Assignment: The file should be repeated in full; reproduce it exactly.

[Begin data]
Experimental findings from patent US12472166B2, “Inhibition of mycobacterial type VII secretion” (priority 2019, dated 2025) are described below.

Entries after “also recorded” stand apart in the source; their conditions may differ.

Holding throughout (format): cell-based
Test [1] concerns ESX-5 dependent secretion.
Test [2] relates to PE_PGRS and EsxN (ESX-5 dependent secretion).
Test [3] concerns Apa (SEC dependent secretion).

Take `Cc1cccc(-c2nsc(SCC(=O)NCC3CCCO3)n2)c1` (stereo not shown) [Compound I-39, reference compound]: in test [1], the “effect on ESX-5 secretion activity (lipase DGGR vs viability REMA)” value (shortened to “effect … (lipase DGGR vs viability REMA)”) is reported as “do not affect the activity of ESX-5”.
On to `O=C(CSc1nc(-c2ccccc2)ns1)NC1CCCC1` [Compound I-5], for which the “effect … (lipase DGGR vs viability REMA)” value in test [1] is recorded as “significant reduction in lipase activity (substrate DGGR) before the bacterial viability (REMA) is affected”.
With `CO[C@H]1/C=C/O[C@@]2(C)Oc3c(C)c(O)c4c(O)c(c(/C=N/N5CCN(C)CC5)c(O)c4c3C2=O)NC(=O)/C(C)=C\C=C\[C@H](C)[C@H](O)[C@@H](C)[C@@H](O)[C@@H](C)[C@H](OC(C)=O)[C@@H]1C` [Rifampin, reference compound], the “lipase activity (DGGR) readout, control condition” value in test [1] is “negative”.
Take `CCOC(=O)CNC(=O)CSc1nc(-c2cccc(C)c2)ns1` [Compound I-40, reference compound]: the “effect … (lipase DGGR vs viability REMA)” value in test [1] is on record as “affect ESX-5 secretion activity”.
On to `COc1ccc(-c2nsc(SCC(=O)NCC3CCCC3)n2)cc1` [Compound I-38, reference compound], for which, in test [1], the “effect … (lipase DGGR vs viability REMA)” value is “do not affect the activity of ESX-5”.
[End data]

Experimental findings from patent US12472166B2, “Inhibition of mycobacterial type VII secretion” (priority 2019, dated 2025) are described below.

Entries after “also recorded” stand apart in the source; their conditions may differ.

Holding throughout (format): cell-based
Test [1] concerns ESX-5 dependent secretion.
Test [2] relates to PE_PGRS and EsxN (ESX-5 dependent secretion).
Test [3] concerns Apa (SEC dependent secretion).

Take `Cc1cccc(-c2nsc(SCC(=O)NCC3CCCO3)n2)c1` (stereo not shown) [Compound I-39, reference compound]: in test [1], the “effect on ESX-5 secretion activity (lipase DGGR vs viability REMA)” value (shortened to “effect … (lipase DGGR vs viability REMA)”) is reported as “do not affect the activity of ESX-5”.
On to `O=C(CSc1nc(-c2ccccc2)ns1)NC1CCCC1` [Compound I-5], for which the “effect … (lipase DGGR vs viability REMA)” value in test [1] is recorded as “significant reduction in lipase activity (substrate DGGR) before the bacterial viability (REMA) is affected”.
With `CO[C@H]1/C=C/O[C@@]2(C)Oc3c(C)c(O)c4c(O)c(c(/C=N/N5CCN(C)CC5)c(O)c4c3C2=O)NC(=O)/C(C)=C\C=C\[C@H](C)[C@H](O)[C@@H](C)[C@@H](O)[C@@H](C)[C@H](OC(C)=O)[C@@H]1C` [Rifampin, reference compound], the “lipase activity (DGGR) readout, control condition” value in test [1] is “negative”.
Take `CCOC(=O)CNC(=O)CSc1nc(-c2cccc(C)c2)ns1` [Compound I-40, reference compound]: the “effect … (lipase DGGR vs viability REMA)” value in test [1] is on record as “affect ESX-5 secretion activity”.
On to `COc1ccc(-c2nsc(SCC(=O)NCC3CCCC3)n2)cc1` [Compound I-38, reference compound], for which, in test [1], the “effect … (lipase DGGR vs viability REMA)” value is “do not affect the activity of ESX-5”.